The Security Week That Was: A Recap - July 15-21, 2006

SIW Editor Geoff Kohl gives a weekly surveillance of news shaping your profession


Earlier this morning, when I sat down at my desk, I found the auspicious message on my start-up screen as I booted my PC, warning me that the computer had shut down after a "Thermal Event". Fortunately, I was able to boot another machine, access my server-stored files and continue to work without so much as a hiccup. But what if that had been an essential part of your security system? Would you be back up-and-running without a hiccup? The issue encouraged me to think about what kind of documents and contact numbers need to be on hand to ensure you can get issues resolved quickly so that your security up-time isn't affected. We've prepared an eight-step checklist of information you'll need on hand if you're facing a failure of essential security equipment:

Up-Time Checklist
  • Name of individual in your organization who will coordinate servicing of hardware/software systems
  • List of all security-system equipment (model and serial number)
  • List of all software systems used
  • Model numbers for all equipment used by security system
  • Vendors' tech support numbers for any product used in the system (keep this updated as acquisitions and mergers change the playing field)
  • Phone number and name of contact at dealer/integrator who installed the system, or with whom your company holds a service contract
  • Notation on where owner's/operator's manuals, software installation CDs, etc. are stored
  • List of all firmware or software updates completed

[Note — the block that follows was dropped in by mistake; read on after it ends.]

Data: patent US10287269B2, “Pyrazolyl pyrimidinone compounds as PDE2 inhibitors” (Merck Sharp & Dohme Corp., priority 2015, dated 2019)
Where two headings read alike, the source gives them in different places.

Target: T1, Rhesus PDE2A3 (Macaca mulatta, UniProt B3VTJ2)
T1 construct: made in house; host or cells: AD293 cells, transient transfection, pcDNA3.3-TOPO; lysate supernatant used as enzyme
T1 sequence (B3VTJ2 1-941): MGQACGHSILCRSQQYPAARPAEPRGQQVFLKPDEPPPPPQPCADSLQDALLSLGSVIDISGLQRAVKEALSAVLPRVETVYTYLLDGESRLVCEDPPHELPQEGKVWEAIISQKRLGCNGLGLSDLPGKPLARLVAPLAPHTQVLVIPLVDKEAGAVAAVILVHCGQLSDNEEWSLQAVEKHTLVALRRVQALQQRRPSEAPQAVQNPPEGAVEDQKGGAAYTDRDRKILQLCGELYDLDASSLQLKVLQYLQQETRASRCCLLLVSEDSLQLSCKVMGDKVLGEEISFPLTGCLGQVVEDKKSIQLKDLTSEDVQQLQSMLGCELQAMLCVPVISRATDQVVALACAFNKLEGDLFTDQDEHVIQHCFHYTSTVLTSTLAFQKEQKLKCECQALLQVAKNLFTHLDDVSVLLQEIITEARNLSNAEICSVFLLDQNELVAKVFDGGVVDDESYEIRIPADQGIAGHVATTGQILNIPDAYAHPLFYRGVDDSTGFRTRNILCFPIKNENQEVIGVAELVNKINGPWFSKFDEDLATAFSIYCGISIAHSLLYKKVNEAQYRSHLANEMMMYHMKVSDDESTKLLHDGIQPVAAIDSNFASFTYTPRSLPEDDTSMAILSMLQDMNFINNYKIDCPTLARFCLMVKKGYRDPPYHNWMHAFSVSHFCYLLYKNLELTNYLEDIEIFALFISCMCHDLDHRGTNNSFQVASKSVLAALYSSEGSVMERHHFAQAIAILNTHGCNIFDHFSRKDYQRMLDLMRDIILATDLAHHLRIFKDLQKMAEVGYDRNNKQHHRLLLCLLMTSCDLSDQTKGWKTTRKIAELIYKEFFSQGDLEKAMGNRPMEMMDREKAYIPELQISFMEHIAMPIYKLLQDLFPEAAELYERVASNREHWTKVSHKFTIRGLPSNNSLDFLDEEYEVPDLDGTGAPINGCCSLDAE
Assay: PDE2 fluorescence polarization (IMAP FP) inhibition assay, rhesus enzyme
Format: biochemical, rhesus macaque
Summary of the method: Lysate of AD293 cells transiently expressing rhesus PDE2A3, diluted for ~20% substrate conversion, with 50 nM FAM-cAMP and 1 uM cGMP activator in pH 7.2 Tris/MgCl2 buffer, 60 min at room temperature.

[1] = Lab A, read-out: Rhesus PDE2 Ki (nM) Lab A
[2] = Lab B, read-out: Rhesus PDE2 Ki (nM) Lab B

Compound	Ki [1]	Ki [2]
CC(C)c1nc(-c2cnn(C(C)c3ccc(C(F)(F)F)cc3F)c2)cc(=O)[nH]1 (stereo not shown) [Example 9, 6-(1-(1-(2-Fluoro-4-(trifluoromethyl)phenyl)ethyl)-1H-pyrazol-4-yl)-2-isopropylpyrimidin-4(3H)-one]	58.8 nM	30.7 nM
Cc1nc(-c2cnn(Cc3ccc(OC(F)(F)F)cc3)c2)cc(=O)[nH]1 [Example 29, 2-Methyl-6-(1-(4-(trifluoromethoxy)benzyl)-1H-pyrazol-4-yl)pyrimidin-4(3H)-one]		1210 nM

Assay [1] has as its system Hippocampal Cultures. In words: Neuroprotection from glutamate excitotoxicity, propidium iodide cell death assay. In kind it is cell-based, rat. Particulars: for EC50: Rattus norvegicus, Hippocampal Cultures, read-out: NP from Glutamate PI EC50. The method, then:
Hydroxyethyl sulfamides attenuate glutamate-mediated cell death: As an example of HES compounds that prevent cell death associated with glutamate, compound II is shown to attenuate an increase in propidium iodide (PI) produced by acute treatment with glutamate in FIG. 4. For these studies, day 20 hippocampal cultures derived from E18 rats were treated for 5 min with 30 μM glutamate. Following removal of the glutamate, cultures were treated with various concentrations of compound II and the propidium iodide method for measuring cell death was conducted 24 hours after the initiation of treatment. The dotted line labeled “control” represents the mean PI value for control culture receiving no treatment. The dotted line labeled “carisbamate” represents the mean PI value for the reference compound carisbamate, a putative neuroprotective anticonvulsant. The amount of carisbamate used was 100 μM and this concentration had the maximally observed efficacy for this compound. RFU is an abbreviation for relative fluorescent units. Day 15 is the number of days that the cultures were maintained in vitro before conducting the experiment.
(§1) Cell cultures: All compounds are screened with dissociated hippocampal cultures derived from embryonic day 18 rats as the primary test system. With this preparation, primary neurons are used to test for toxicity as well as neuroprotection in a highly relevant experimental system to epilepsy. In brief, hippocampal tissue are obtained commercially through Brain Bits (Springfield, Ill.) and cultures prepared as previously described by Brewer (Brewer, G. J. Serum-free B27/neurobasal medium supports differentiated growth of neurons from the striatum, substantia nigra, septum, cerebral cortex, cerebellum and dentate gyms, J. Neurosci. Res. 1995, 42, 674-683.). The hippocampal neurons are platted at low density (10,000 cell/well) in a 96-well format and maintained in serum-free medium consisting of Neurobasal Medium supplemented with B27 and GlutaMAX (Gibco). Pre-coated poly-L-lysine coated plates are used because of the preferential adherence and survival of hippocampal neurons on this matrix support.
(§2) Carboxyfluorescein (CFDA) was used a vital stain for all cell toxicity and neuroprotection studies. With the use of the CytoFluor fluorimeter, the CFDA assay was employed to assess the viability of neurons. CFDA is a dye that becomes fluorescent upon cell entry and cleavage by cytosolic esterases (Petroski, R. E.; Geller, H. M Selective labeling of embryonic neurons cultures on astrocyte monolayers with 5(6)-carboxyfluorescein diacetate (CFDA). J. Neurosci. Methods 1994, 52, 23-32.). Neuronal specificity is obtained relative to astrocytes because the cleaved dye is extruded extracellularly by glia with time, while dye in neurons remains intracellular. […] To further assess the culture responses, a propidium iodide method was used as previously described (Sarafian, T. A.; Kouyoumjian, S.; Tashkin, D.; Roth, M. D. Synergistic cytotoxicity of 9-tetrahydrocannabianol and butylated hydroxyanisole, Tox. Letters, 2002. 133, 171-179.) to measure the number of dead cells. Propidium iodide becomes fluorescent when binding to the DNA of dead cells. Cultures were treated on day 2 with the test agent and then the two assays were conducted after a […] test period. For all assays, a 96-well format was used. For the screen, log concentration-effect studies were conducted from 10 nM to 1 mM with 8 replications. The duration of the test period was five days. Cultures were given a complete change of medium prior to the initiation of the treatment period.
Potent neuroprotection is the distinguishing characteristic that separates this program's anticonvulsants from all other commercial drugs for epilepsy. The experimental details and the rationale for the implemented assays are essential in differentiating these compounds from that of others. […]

And other news of the week

Mike Simpson from Per Mar Security has taken the reins as president for DICE Corporation. ... Viisage (which will be merging with Identix in the near future) has purchased Iridian Technologies, an early developer and continued leader in the field of iris recognition. ... Risk consulting firm Kroll Inc. acquired Homeland Solutions LLC, an intelligence consulting and homeland risk analysis firm, strengthening Kroll's space in the homeland security risk arena. ... While access control and guards may keep unauthorized visitors out of your company, the New York Times found out, like so many newspaper offices have, that mail is still a weakness after a suspicious white powder shut down one floor of the company's headquarters earlier this week. ... 3M bought the UK-firm Security Printing and Systems, giving it a stronghold in the growing "smart passport" market. ... Extreme CCTV has purchased Forward Vision CCTV, a maker of a popular PTZ camera. ... Video analytics firm ioimage announced the opening of a U.S. headquarters. ... And there's news that Chinese-made DVRs will continue to attempt a saturation of the DVR marketplace as lower costs have encourage exports; one researcher puts Chinese DVR exports at $139 million for 2006.